Block scheduling, deep learning, and meaningful tasks
I just read this article in the New York Times and the findings here are not surprising.
I’m sharing some with you here. The rest you can read in the article. Link here.
Here are examples of what works well in high school;
Rather than touring students through the textbook, teachers invited students to participate in the authentic work of the field. For example, a skillful science teacher in a high-poverty-district high school offered a course in which her students designed, researched, carried out and wrote up original experiments.
Schools need to become much more deeply attached to the world beyond their walls. Extracurriculars gain much of their power from their connections to their associated professional domains. School subjects, in comparison, feel devoid of context. Promising schools tackle this dilemma in different ways: Some use project-based learning to engage students in their local communities; some collaborate with museums, employers and others who can give students experiences in professional domains; still others prioritize hiring teachers who have had experience working in (and not just teaching about) their fields. All of these choices bring meaning to work that is too often taught in a vacuum.
Teachers need both more freedom and more support. They need longer class periods, opportunities for collaboration and teaching loads small enough to allow them to form real relationships with students. They need expectations for topic coverage that permit more opportunities for depth. They need districts that focus less on compliance and more on helping teachers learn in rich ways that parallel how those teachers might teach their students. Finally, teachers need parents who ask, “What is my child curious about?” rather than “How did she do on the test?”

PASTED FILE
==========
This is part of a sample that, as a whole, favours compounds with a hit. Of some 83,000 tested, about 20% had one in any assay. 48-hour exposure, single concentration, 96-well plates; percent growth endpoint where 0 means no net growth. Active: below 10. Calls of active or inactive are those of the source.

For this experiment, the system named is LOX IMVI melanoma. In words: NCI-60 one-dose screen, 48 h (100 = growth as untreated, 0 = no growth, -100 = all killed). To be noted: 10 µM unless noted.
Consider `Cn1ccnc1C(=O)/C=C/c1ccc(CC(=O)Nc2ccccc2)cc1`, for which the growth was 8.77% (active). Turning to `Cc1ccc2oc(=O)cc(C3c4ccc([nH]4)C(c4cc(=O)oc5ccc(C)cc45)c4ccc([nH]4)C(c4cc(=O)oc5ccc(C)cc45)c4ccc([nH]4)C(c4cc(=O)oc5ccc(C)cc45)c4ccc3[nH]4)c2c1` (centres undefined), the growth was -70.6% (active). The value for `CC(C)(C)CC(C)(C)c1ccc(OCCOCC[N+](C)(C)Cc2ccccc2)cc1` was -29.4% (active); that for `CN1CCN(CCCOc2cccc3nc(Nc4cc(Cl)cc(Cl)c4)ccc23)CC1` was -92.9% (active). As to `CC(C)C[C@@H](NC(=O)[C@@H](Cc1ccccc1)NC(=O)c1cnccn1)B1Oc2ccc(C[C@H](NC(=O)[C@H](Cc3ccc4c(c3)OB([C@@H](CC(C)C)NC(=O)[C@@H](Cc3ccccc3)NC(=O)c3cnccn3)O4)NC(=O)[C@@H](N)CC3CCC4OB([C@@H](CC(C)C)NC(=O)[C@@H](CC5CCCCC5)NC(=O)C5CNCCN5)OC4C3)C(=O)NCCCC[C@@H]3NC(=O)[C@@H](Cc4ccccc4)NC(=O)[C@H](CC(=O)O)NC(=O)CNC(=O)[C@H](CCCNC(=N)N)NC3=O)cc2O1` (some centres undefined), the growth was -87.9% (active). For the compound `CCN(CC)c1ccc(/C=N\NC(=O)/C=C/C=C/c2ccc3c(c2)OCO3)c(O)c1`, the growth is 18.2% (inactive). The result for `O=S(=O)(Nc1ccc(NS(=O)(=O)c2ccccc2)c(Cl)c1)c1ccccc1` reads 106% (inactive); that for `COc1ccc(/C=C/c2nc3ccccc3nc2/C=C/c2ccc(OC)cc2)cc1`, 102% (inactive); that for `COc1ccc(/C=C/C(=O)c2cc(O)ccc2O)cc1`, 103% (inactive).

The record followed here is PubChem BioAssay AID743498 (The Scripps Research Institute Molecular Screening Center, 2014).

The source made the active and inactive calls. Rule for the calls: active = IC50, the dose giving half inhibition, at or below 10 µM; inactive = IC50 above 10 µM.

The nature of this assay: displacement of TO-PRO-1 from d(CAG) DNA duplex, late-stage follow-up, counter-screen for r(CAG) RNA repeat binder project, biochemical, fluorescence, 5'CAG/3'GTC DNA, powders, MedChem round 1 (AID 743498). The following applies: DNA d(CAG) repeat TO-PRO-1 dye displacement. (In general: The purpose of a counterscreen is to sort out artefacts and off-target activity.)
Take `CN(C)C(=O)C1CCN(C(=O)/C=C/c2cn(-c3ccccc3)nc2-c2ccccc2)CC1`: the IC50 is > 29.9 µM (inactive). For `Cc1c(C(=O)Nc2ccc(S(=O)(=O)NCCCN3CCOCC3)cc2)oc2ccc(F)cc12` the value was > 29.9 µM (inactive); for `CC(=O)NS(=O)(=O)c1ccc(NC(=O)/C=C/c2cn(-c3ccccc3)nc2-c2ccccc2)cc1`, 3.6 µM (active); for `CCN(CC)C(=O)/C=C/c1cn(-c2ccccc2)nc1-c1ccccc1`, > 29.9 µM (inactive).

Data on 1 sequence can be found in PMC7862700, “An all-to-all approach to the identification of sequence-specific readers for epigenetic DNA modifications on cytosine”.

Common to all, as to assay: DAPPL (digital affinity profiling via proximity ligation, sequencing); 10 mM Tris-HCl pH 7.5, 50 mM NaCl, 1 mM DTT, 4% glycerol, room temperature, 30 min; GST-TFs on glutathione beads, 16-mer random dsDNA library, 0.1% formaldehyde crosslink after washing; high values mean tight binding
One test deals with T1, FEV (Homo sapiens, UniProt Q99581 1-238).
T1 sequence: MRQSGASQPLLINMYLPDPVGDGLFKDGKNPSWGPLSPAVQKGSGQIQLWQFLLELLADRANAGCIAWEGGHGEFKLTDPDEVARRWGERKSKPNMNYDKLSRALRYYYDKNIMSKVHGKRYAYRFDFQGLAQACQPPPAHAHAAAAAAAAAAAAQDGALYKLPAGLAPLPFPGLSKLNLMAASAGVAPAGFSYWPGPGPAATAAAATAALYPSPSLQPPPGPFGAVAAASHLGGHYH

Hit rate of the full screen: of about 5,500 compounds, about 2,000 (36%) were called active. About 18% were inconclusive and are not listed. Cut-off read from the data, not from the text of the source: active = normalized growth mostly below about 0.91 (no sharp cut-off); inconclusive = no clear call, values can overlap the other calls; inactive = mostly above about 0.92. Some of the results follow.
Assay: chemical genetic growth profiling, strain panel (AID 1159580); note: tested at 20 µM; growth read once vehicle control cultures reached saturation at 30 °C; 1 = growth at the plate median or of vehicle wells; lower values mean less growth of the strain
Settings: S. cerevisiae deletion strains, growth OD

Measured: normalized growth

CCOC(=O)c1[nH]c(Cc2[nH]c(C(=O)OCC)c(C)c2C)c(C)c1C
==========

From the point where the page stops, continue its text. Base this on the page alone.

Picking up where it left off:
Most important of all, high school students need to be granted much more agency, responsibility and choice. While there are some things that everyone should know, much of what will help students in college and beyond are skills: the ability to speak and write persuasively, to reason and engage with one another’s reasoning and to think about core content in complicated ways. Happily, there are multiple paths to achieving these ends. Students can choose what scientific puzzles to explore and what English or history electives to take while still developing a shared foundation of skills.
The more we can create similar opportunities in core subjects — giving students the freedom to define authentic and purposeful goals for their learning, creating opportunities for
students to lead that learning, and helping them to refine their work until it meets high standards of quality — the deeper their learning and engagement will be.